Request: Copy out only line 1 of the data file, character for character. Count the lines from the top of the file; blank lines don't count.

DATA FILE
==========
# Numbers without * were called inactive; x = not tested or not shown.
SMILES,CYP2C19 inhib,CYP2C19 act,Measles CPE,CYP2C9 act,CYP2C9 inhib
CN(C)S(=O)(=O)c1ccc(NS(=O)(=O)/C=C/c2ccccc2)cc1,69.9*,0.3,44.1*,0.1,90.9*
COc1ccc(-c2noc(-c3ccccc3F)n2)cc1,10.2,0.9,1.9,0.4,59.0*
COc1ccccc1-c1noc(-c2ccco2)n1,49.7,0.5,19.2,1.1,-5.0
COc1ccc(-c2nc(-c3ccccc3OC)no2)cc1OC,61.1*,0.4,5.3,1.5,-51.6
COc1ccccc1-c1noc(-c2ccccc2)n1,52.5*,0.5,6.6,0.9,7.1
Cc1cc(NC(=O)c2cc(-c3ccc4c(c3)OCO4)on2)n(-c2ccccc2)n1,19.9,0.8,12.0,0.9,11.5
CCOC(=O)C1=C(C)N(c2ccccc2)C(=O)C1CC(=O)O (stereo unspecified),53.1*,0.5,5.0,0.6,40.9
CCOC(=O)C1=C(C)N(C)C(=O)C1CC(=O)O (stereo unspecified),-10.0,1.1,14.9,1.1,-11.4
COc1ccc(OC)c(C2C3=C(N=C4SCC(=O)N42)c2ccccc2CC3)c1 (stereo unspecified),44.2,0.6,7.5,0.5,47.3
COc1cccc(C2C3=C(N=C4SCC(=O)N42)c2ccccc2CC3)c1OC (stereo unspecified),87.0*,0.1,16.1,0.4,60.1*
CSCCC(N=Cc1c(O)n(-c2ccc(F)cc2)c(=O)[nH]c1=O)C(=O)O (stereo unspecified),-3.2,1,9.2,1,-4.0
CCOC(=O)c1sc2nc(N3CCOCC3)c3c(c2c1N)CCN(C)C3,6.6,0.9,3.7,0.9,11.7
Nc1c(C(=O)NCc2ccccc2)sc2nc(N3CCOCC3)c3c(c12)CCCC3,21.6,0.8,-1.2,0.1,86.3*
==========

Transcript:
# Numbers without * were called inactive; x = not tested or not shown.